Mr. Trump easily won the Republican primary in Michigan this month. The state, home base for the American auto industry, also delivered an upset victory to Bernie Sanders, the Democratic anti-Nafta standard-bearer.
But the autoworkers' animosity is aiming at the wrong target. There are still more than 800,000 jobs in the American auto sector. And there is a good case to be made that without Nafta, there might not be much left of Detroit at all.
“Without the ability to move lower-wage jobs to Mexico we would have lost the whole industry,” said Gordon Hanson of the University of California, San Diego, who has been studying the impact of Nafta on industries and workers since its inception more than two decades ago.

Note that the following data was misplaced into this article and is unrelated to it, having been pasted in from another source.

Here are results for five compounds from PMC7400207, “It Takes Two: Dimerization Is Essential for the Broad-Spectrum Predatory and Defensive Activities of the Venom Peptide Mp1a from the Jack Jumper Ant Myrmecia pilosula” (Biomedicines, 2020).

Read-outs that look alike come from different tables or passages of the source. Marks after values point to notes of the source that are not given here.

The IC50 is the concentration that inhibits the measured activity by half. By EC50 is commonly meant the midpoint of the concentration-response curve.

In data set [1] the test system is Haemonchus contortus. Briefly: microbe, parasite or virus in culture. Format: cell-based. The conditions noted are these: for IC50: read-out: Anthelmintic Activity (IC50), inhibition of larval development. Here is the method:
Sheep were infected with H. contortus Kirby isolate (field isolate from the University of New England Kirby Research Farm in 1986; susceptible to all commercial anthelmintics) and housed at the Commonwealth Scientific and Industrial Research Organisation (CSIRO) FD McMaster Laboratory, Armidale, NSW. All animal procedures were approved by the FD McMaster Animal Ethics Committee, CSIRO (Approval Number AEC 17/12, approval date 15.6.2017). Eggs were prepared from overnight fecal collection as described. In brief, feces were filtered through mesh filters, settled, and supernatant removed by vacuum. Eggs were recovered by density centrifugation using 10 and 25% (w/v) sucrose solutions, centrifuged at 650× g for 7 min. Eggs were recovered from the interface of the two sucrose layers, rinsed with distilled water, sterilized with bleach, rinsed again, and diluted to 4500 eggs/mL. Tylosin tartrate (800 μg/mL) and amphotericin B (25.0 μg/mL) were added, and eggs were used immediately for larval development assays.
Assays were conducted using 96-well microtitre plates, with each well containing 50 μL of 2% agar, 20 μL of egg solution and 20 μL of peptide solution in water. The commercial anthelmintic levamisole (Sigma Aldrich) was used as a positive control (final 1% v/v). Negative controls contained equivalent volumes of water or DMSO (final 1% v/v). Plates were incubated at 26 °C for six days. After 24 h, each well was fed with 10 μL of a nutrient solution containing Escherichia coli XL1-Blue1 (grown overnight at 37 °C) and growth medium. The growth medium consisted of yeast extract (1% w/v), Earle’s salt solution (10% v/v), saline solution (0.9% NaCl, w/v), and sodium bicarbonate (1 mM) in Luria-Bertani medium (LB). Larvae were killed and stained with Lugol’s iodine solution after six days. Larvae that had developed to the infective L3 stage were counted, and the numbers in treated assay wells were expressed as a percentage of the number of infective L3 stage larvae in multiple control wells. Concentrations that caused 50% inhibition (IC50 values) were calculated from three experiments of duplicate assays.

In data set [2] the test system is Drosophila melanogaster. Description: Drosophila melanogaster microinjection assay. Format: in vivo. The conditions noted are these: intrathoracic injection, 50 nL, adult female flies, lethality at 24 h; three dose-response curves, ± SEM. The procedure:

Even in the narrowest sense - to protect jobs in car assembly plants - a wall of tariffs against America’s southern neighbor would probably do more harm than good.
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